GOP presidential candidate Newt Gingrich has failed to qualify for the Virginia 2012 Republican primary, to be held on March 6. The former House Speaker’s campaign had launched an 11th-hour drive to sign the necessary 10,000 signatures, including 400 voters in each of the state’s Congressional districts. Last Friday, the campaign had declared their effort a determined success after submitting 11,000 names, but Republican state officials soon ruled that many of the signatures were not valid. Thus prohibiting Gingrich’s name on the ballot.
Gingrich’s absence on the ballot is both a strategic failure and personal embarrassment. Main rivals Mitt Romney and Ron Paul submitted their signatures and secured ballot spots weeks prior, Gingrich’s belated and ultimately failed effort shines a light on the logistical handicaps of his campaign. Earlier this year, the Gingrich campaign witnessed the mass resignation of senior staff and the unexpected jump in the polls has triggered a hasty effort to expand the campaign’s arm beyond the early primary states. But erecting ground operations is a costly and timely process and often cannot be done on the quick-and-easy, as exemplified by the last-minute voter drive.
It further explains why the Romney campaign believes a long-fought battle with Gingrich would be advantageous to their candidate given their superior logistical network and deeper cash reserves.
In addition, Gingrich is a Virginia resident. And has been for the past 10 years. He’s also registered to vote in the state. In the most prominent electoral campaign in his life, Gingrich will not be able to cast a vote for his own nomination.
According to polls, Gingrich is leading among conservative Virginia voters and the state holds its primary the week before the crucial Super Tuesday, when several states vote in what may be a decisive night for deciding the nominee. A missed opportunity by the Gingrich campaign made all the worse given its self-inflection. But the campaign is not entirely ready to concede the state and is looking into whether they can “list” as a write-in candidate.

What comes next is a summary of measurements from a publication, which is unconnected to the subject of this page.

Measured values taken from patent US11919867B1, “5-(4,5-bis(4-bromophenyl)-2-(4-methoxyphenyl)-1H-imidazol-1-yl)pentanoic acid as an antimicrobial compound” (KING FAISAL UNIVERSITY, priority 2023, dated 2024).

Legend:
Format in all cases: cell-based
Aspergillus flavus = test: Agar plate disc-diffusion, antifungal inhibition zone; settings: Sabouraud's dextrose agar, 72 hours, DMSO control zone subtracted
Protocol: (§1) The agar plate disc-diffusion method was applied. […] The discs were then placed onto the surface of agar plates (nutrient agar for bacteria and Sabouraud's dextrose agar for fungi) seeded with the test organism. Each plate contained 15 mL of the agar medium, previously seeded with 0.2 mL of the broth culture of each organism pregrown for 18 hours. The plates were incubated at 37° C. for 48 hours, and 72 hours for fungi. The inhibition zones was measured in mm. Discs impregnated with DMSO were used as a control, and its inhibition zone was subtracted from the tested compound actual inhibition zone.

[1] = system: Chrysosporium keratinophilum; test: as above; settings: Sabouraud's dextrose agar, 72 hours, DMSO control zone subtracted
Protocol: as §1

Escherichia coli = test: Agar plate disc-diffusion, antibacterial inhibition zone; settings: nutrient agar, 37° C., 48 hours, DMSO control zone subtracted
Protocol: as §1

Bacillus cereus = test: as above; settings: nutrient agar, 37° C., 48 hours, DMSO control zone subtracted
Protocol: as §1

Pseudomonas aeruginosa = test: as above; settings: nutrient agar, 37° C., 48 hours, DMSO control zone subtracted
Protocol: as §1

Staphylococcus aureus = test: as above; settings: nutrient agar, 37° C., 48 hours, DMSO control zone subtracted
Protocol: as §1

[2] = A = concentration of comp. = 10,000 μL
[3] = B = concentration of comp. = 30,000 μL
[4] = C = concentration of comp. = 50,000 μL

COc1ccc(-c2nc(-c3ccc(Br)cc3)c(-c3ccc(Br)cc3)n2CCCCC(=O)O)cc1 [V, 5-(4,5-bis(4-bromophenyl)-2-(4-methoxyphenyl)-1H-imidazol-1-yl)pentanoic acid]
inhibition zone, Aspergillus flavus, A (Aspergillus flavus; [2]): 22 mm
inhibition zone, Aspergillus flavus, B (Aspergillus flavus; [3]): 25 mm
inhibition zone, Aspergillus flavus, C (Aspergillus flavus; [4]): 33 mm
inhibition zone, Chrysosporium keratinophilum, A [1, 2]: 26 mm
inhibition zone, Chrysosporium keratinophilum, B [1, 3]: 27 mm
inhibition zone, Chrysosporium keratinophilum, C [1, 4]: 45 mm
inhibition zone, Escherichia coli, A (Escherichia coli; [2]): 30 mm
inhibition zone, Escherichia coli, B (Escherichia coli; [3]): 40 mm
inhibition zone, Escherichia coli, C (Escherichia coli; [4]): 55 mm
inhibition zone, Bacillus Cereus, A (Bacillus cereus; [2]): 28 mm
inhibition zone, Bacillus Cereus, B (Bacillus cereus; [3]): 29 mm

The Gingrich campaign did not mince words in laying the blame on the state GOP. Calling it a “failed system” in denying voters the opportunity to cast ballots for some of the main candidates, but adding, “We will work with the Republican Party of Virginia to pursue an aggressive write-in campaign to make sure that all the voters of Virginia are able to vote for the candidate of their choice.” And, in a note of dramatization, the campaign likened it to Pearl Harbor. “Newt and I agreed that the analogy is December 1941,” said the campaign director Michael Krull on Facebook. “Throughout the next months there will be ups and downs; there will be successes and failures; there will be easy victories and difficult days—but in the end we will stand victorious.”
Texas Gov. Rick Perry was similarly denied a place on the state ballot. Virginia’s Republican Gov. Bob McDonnell hasn’t endorsed a candidate but previously intimated his support for Romney.